Daily Bible Readings – Monday, February 11, 2013

Prayer Psalm: 15

Prayer Point. The answer to David’s question in verse 1 is: no one. No one has lived up to the standard laid out in verses 2-5 save one, Jesus and he did it for us. How have you fallen short of God’s requirements in verses 2-5)? Confess your failures to God. Thank him for Jesus who makes it possible for us to live with God. Pray for the faith to follow the path that Jesus walked.

John 1:1-18

Background. John begins his gospel or biography of Jesus by retelling the story of creation which is recorded in Genesis chapter 1. From Genesis we learn that God spoke the universe into existence. We understand through John that the words God spoke was an actual person, “the Word,” whom we know as Jesus. Jesus will be compared to light (verses 6-9). There are two groups of people mentioned in verses 10 and 11. The world refers to humanity in general, while “his own” refers to Israel, God’s chosen people.

John introduces us to a second character, John, who is John the Baptist, the cousin of Jesus and not the author of this book which can make things a bit confusing.

Pay close attention to …

  • The Word’s (Jesus’) role in the creation of the world.
  • How Jesus the light is received by a world that is plunged in darkness. How Jesus is received by his own people.
  • What is promised to all those who receive Jesus.
  • What the Word does in verse 14 and how it changes the way we know God.
  • John the Baptist’s relationship with Jesus the Word. How he understands himself, how he understands Jesus.

Listen. Believe. Obey. Share.

What is the passage saying? About God? About ourselves? (Listen)
What is God asking us to believe? (Believe)
What is God asking us to do? (Obey)
Who can we share this with? (Share)

Hebrews 1:1-14

Background. The book of Hebrews, or more properly the letter to the Hebrews, was written to a group of discouraged Christians. They were Jewish and experiencing persecution because of their new faith in Jesus. Their suffering was so severe that they were considering abandoning their faith in Christ and returning to Judaism. The letter’s purpose is to show these Christians that Jesus was the fulfillment of their Jewish faith and if they left Jesus, they would have nothing to return to.

Pay close attention to …

  • How God spoke to the Jewish people in the past and how he now speaks to his people in these “last days.”
  • Jesus’ identity in relation to God [the Father].
  • How Jesus the Son is superior to the prophets of the Old Testament and even the angels.

Listen. Believe. Obey. Share.

What is the passage saying? About God? About ourselves? (Listen)
What is God asking us to believe? (Believe)
What is God asking us to do? (Obey)
Who can we share this with? (Share)

Deuteronomy 6:10-15

Background. The Book of Deuteronomy is, simply put, a re-telling of the Law — all that stuff beginning with the Exodus extending through the Book of Numbers. At this point in their travels, the Israelites have squandered forty good years meandering throughout the desert with no apparent purpose: such is the cost of cowardice in the face of battle. Some forty years earlier Moses had commissioned twelve men (one from each tribe) to scout out the Promised Land to see (1) how good it was and (2) to determine if the Israelites could defeat the current inhabitants. These are the same people who saw the mighty hand of God deliver them from perhaps the greatest world power at that time — the Egyptians. And they didn’t have to do anything but watch. So the spies sent out scoped the land and all but two came back with terrifying reports as to the size of the inhabitants; how fully armed they were; how great were their cities. These ten men believed that the Israelites would be defeated if they ventured against the inhabitants of the land. In fairness to them, they were unaware that the Lord had put the fear of the Israelites in the hearts of those inhabitants. “And do not be afraid of the people of the land, because we will swallow them up. Their protection is gone, but the Lord is with us. Do not be afraid of them.” (Numbers 14:9 NIV) That message fell on deaf ears for the people wanted to rise up and stone the only two faithful men in all of Israel. It is important to note that the two men were Joshua the son of Nun (who became Moses’ successor) and Caleb son of Jephunneh. Of all the “mighty men of valor” living at that time, only these two men made it out of the wilderness alive because of their faithfulness.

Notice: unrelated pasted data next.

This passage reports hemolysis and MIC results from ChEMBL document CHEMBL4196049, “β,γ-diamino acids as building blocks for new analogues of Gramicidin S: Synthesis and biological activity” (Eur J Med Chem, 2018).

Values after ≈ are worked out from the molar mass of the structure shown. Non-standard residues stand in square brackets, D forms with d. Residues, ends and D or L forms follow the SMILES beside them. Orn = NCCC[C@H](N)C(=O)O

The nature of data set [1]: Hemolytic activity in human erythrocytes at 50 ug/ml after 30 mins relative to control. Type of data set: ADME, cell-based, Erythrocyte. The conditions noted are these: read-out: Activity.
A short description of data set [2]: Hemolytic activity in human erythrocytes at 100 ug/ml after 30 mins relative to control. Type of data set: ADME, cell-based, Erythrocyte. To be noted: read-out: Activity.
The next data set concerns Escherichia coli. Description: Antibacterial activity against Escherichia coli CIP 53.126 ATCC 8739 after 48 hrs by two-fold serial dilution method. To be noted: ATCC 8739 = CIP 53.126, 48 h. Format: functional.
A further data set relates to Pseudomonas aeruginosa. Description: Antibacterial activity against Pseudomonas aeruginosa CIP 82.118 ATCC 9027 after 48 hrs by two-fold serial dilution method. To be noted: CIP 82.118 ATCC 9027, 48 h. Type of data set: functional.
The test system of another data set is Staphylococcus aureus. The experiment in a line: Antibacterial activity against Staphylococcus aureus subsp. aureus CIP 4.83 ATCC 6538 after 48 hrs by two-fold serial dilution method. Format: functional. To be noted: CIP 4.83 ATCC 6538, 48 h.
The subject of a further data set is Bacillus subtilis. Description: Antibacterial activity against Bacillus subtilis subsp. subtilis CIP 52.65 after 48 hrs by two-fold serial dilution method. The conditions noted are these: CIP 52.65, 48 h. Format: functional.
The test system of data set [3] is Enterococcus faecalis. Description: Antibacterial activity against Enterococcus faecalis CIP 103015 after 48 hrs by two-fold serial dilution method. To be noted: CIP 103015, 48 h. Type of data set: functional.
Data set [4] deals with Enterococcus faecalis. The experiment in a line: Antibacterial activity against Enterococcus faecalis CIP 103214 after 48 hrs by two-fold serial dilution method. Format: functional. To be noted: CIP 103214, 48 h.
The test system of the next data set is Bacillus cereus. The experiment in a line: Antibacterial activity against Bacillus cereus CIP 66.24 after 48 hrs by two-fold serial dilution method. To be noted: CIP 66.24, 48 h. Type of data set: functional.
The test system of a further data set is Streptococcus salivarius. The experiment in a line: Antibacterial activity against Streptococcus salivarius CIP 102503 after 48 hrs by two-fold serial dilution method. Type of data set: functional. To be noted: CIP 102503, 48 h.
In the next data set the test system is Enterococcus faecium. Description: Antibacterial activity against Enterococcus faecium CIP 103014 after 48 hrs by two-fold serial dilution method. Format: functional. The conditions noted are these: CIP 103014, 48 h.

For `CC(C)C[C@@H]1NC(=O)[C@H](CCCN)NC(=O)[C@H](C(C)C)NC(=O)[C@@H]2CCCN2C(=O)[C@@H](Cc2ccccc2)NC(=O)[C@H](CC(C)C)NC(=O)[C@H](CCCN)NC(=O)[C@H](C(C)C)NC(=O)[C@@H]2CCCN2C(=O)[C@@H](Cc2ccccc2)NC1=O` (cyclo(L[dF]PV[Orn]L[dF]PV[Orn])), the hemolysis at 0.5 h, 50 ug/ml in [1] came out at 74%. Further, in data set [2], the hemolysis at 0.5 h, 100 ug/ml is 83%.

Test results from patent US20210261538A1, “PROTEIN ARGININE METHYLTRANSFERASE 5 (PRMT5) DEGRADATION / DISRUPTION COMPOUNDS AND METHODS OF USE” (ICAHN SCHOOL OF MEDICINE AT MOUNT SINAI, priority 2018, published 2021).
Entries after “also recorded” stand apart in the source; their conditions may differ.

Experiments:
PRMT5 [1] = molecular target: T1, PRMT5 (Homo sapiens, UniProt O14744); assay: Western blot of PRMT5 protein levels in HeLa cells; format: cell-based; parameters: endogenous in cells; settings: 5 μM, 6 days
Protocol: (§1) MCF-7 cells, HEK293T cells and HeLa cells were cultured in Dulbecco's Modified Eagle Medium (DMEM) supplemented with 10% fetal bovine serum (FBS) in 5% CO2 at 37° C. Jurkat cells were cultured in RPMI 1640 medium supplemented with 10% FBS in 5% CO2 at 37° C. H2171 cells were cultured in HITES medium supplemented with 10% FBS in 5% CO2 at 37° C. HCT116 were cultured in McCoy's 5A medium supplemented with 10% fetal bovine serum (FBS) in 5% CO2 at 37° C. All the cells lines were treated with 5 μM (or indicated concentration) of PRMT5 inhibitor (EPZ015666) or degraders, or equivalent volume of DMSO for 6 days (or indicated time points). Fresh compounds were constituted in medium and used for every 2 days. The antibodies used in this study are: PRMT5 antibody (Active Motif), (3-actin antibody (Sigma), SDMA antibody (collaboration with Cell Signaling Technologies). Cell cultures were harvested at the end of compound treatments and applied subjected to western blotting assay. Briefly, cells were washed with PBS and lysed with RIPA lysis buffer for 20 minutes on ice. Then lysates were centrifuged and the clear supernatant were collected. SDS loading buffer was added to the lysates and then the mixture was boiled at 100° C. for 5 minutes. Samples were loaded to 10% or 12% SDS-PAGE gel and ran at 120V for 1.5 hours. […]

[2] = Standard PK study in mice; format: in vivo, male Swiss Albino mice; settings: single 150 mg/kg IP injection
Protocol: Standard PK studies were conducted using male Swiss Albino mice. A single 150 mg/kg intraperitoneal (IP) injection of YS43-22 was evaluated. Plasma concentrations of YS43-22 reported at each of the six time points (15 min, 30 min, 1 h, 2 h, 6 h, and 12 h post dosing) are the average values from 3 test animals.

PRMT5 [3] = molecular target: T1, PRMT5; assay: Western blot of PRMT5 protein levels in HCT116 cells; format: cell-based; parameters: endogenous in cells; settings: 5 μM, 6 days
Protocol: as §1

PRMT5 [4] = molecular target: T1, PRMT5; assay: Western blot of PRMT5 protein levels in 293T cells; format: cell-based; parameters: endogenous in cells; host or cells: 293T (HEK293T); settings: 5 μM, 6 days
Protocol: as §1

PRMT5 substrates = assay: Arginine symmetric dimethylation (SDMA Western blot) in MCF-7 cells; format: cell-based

This passage is intended to encourage the people on to greater victories. They were to take over the land but there was also a covenant to be remembered and adhered to. Moses is warning his people that while the land is rich, if they do not abide by the Law, particularly those laws pertaining to the prohibition of the worship of false gods, all would be lost. “Do not follow other gods, the gods of the peoples around you; for the Lord your God, who is among you, is a jealous God and his anger will burn against you, and he will destroy you from the face of the land.” (Deuteronomy 6:14-15 NIV)

Pay close attention to …

  • …your fathers…” (v. 10 )
  • …good things…” (v. 11 )
  • …do not forget the Lord…” (v. 12 )
  • In whose name oaths were to be taken (v. 13 )
  • The warning in verse 14 
  • The consequence of not taking heed to the warning (v. 15 )

Listen. Believe. Obey. Share.

What is the passage saying? About God? About ourselves? (Listen)
What is God asking us to believe? (Believe)
What is God asking us to do? (Obey)
Who can we share this with? (Share)

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